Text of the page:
Penalties Versus Late Payment Fees Under Australian Law

Penalties Versus Late Payment Fees Under Australian Law

A recent decision by the High Court of Australia settles the question of whether contractual late payment fees constitute impermissible penalties. In allowing the fees in question, the High Court reaffirmed the freedom of contract and held that courts should refrain from interfering in contracts unless the fee in question is out of all proportion to the loss suffered, and not a genuine pre-estimate of the loss likely to be suffered by the party not in breach. The decision provides guidance for banks, non-bank lenders, as well as businesses that have contracts which charge fees upon breach of contract.

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The proceedings were initiated by a customer of ANZ (Australia and New Zealand Banking Group Limited, commonly called ANZ: the fourth largest bank by market capitalisation in Australia) who alleged that a number of late payment fees on consumer credit cards charged by ANZ were unenforceable on the basis they were a penalty under common law or were in breach of various State and Commonwealth statutes amounting to unconscionable conduct and unfair contract terms and/or an unjust transaction. The case was appealed to the High Court, which found the ANZ fees allowable and ultimately held that a fee would be considered a penalty only where the sum is extravagant and unconscionable to the loss of the party not in breach. The High Court details what interests comprise “legitimate business interests” for assessment of what charges constitute an allowable fee versus a grossly disproportionate penalty.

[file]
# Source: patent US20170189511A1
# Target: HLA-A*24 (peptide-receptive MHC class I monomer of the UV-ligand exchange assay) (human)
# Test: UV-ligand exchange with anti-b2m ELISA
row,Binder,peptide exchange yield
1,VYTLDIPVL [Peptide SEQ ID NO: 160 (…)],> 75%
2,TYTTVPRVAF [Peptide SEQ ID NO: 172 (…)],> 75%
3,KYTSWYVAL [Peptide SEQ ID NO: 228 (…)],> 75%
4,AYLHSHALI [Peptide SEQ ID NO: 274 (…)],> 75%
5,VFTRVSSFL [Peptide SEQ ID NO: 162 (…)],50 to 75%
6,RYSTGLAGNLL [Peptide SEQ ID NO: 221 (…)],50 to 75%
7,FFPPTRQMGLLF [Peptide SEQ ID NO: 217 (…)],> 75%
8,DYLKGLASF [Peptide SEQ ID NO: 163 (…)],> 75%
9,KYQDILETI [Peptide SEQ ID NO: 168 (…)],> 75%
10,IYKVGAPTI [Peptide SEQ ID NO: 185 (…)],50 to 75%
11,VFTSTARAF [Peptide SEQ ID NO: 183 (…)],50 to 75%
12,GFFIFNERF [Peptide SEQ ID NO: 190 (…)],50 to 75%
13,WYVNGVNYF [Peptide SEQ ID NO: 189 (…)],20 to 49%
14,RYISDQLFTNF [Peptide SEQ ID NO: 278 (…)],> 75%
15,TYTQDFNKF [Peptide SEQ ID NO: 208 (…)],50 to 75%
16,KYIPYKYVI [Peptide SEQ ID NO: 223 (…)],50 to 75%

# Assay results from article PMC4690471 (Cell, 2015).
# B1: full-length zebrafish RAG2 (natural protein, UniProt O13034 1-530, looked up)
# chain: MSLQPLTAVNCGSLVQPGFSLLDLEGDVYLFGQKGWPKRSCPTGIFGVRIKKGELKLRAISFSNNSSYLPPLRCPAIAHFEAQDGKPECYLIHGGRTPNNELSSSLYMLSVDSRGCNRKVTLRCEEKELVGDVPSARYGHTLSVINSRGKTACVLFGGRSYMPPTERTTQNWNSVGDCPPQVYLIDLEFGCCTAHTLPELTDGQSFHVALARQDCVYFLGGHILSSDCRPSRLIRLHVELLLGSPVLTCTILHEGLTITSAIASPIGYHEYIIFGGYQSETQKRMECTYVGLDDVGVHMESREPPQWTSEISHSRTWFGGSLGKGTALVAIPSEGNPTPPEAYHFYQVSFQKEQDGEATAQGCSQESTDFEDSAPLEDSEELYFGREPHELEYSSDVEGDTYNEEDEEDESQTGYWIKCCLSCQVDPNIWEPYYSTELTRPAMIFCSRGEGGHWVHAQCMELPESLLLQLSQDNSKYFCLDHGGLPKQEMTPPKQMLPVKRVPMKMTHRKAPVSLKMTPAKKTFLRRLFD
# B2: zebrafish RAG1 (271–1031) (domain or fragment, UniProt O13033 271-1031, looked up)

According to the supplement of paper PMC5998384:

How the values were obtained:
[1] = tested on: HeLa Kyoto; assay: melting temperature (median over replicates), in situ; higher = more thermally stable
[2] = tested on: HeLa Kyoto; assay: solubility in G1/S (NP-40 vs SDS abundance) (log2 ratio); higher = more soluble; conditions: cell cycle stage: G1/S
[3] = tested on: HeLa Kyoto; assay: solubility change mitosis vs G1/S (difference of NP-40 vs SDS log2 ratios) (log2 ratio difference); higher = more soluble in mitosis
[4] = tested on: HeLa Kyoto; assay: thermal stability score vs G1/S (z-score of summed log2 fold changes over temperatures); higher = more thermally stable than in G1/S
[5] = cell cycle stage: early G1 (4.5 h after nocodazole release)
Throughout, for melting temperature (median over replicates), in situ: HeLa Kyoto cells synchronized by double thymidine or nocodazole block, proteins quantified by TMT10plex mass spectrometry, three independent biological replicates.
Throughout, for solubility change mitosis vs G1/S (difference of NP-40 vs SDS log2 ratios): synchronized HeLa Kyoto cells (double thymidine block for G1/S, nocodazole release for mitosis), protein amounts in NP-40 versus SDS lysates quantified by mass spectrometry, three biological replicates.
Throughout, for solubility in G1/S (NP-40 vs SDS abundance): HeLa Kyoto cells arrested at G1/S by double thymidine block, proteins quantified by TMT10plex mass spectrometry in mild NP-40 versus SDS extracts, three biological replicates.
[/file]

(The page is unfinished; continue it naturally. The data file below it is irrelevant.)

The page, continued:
Consult with your Ally Law member firm to determine whether your contractual charges and fees are allowable under the law. Ally Law member firms have lawyers skilled in the nuances of the law and best practices in contract and debtor/creditor law under the laws of every jurisdiction. For more information about Ally Law member firm services in this area, contact us at yourally@ally-law.com.

Article by Michael Wirth of Ally Law member firm Kemp Strang.

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